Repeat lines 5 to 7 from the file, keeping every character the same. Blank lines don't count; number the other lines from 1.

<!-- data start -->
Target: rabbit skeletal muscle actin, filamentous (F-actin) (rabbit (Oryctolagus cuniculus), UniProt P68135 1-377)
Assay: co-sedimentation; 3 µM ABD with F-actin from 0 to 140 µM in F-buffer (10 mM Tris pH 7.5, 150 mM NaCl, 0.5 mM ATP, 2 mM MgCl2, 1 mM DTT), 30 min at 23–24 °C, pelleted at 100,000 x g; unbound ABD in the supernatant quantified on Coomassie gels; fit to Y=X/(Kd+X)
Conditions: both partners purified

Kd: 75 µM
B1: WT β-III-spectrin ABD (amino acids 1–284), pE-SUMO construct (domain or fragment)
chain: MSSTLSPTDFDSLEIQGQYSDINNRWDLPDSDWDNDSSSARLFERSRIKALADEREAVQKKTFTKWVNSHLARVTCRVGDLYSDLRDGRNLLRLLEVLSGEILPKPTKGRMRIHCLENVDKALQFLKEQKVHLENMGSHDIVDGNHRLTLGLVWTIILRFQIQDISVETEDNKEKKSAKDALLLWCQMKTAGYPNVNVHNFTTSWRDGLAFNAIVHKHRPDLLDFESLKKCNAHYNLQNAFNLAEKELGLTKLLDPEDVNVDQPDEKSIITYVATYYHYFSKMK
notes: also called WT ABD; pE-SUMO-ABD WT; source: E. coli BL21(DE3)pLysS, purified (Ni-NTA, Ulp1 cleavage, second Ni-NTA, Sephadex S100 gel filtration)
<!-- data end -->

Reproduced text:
B1: WT β-III-spectrin ABD (amino acids 1–284), pE-SUMO construct (domain or fragment)
chain: MSSTLSPTDFDSLEIQGQYSDINNRWDLPDSDWDNDSSSARLFERSRIKALADEREAVQKKTFTKWVNSHLARVTCRVGDLYSDLRDGRNLLRLLEVLSGEILPKPTKGRMRIHCLENVDKALQFLKEQKVHLENMGSHDIVDGNHRLTLGLVWTIILRFQIQDISVETEDNKEKKSAKDALLLWCQMKTAGYPNVNVHNFTTSWRDGLAFNAIVHKHRPDLLDFESLKKCNAHYNLQNAFNLAEKELGLTKLLDPEDVNVDQPDEKSIITYVATYYHYFSKMK
notes: also called WT ABD; pE-SUMO-ABD WT; source: E. coli BL21(DE3)pLysS, purified (Ni-NTA, Ulp1 cleavage, second Ni-NTA, Sephadex S100 gel filtration)